I’ll be the first to admit I’m not perfect. I make mistakes, the same as any of us do. We’re only human, after all, and despite our best intentions, we’re bound to make poor choices now and then. What distinguishes us as individuals is how we act when we discover we’ve made a mistake. For me, the answer is simple: It’s all about keeping myself open to feedback that I can get incredibly defensive about and ultimately disregard.
That’s all there is to it! Whether it comes from my employer or spouse, a close relative or dear friend, I welcome constructive criticism, invariably become really, really touchy about it, and then never take anyone’s suggestions to heart.
I’m not the kind of person who just closes himself off to the viewpoints of others. I consider my willingness to listen to another person’s concerns while refusing to accept even the smallest portion of the blame one of my greatest strengths. I’m comfortable enough with myself to hear people out for at least a few seconds before I interrupt, grow increasingly combative, decide I don’t want to hear a word they have to say, and then storm out in a huff before they’ve even finished talking.
That’s just the motto I live by: Reflexively ignore honest critiques and focus intense hatred toward whoever offered them to you.
It’s how I operate at home, at work, at church, and everywhere else. It doesn’t matter if I’m conversing with neighbors, talking to a group of concerned friends and family members, or playing in my Thursday night softball league—communication is vital in every part of life. I want people to feel they can come to me and say what’s on their minds, so I can convince myself their argument is groundless and then contradict them vociferously while failing to give their ideas even a moment of my consideration.
For example, the other day, my coworker Allie brought up how I could be a bit better about finishing my projects on time. As soon as the first critical word left her mouth, I began angrily attempting to justify my lateness in a way that insinuated the fault really lay with her. I subsequently dismissed her observation as biased and self-serving and, most importantly, neglected to alter my work habits in any way.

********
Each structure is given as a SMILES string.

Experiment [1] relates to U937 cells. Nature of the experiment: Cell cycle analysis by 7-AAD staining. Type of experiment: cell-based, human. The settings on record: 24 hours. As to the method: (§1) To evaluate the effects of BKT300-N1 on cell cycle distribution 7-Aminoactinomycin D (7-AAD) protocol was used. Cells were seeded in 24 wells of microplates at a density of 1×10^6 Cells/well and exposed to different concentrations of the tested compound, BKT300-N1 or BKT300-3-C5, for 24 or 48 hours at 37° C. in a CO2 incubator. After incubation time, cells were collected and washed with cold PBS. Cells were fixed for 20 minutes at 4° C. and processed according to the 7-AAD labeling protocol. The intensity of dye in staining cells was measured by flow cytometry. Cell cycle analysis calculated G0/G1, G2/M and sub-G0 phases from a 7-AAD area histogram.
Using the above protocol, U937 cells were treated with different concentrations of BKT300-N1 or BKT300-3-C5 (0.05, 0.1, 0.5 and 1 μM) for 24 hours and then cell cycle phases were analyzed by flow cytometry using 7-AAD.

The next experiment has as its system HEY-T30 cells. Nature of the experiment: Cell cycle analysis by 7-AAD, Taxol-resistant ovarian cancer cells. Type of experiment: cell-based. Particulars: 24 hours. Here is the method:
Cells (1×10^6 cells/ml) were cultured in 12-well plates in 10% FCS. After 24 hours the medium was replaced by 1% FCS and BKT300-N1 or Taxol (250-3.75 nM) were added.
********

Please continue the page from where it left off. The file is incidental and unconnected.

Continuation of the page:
Sometimes I opt for a subtler approach, like the time my wife Katherine asked if I wouldn’t mind helping out more around the house and I simply ignored her remark. Perhaps she thought I hadn’t heard her, because I never acknowledged the comment until a week had passed and she left some unwashed dishes in the sink, giving me the opportunity to throw her words right back in her face and deride her as a hypocrite. It’s as simple as that.
Try me: If you notice an area in which I could stand to improve and feel like having absolutely zero impact on my behavior, just let me know. I’m all ears when it comes to taking criticism, stewing about it, and then somehow deflecting it back as quickly and snidely as possible while letting my festering resentment take the place of any actual change.
What’s more, I may vilify you as a person and discount your opinion simply because you had the gall to express it. I may hold a grudge for weeks or even months. I may ask, what the fuck do you know about anything, anyway?
It’s this attitude that’s gotten me where I am today.
So feel free to pop in anytime you’d like to incite my rage and bitterness. I’ll be happy to disregard any thoughts you may have.